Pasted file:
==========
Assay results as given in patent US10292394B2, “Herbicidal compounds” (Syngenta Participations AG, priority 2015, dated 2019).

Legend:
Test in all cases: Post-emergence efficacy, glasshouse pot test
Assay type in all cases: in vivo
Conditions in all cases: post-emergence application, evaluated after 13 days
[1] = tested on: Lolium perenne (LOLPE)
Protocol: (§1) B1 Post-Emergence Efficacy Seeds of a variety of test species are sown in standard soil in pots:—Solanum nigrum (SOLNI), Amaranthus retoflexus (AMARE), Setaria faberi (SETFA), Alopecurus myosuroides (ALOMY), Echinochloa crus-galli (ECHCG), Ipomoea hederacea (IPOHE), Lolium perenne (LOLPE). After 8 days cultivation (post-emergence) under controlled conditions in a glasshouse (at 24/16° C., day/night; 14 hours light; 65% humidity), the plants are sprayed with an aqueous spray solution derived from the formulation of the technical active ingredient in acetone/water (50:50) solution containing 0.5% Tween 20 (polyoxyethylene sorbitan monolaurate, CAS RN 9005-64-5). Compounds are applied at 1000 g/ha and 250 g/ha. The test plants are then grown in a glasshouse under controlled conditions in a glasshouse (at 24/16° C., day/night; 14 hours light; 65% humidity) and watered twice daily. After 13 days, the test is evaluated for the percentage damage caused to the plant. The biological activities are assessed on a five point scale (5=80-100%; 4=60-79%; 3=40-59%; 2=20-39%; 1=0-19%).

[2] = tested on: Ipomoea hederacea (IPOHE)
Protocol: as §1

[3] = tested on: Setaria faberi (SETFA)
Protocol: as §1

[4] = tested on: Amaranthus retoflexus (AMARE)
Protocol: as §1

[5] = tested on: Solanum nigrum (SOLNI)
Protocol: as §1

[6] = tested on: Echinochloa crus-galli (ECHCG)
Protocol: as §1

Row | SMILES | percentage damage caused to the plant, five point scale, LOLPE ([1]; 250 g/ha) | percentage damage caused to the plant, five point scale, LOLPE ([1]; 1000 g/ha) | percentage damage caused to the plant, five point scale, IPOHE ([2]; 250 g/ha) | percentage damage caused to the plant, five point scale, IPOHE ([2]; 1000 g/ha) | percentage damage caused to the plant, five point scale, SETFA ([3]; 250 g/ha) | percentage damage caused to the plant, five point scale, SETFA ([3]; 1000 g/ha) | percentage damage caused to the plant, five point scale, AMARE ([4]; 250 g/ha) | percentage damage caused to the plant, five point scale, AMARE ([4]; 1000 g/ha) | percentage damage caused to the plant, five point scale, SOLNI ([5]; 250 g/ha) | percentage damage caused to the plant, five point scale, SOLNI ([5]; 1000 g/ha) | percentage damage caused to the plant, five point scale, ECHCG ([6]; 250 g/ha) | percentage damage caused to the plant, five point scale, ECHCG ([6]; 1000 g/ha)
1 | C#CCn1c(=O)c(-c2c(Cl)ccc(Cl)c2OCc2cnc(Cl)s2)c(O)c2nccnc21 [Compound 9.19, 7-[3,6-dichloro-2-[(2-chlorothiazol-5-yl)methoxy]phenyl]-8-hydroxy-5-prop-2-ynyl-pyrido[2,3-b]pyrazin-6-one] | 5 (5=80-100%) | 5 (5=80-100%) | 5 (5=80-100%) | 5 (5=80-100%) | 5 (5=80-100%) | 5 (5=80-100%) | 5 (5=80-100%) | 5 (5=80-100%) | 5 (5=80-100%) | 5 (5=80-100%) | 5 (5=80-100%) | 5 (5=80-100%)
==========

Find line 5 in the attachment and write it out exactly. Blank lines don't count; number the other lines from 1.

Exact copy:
Conditions in all cases: post-emergence application, evaluated after 13 days